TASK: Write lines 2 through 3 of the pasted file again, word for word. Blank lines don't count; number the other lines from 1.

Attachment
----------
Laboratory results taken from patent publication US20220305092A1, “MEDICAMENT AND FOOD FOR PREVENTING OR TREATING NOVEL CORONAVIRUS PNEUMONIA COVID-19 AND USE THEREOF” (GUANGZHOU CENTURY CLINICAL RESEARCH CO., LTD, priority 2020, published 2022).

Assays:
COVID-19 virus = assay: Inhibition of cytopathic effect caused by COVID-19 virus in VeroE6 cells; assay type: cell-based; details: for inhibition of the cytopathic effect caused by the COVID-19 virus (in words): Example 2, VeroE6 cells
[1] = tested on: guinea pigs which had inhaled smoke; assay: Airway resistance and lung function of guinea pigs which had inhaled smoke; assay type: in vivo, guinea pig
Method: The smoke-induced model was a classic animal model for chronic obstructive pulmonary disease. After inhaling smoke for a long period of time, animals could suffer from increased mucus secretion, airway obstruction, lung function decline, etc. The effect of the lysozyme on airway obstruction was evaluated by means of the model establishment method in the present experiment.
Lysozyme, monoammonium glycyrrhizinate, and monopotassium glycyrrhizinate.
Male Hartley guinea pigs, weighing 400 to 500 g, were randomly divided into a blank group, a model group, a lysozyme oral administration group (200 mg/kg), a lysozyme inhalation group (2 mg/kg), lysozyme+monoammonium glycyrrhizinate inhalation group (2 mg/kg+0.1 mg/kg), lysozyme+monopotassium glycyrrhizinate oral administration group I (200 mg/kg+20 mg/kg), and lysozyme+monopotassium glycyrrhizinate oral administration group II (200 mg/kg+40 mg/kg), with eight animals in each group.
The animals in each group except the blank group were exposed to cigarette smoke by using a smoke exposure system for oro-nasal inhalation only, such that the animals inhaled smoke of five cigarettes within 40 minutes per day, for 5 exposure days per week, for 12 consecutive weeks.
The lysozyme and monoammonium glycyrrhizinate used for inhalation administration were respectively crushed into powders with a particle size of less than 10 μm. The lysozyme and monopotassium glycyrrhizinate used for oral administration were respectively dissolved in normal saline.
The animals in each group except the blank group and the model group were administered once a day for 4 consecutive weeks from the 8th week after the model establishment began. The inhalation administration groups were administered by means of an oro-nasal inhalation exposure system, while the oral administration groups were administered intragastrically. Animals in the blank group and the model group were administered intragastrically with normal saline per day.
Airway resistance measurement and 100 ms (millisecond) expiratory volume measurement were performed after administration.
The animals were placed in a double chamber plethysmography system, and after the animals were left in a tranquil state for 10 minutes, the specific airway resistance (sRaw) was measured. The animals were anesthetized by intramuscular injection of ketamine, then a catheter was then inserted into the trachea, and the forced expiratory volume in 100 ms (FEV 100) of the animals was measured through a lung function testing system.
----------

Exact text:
Assays:
COVID-19 virus = assay: Inhibition of cytopathic effect caused by COVID-19 virus in VeroE6 cells; assay type: cell-based; details: for inhibition of the cytopathic effect caused by the COVID-19 virus (in words): Example 2, VeroE6 cells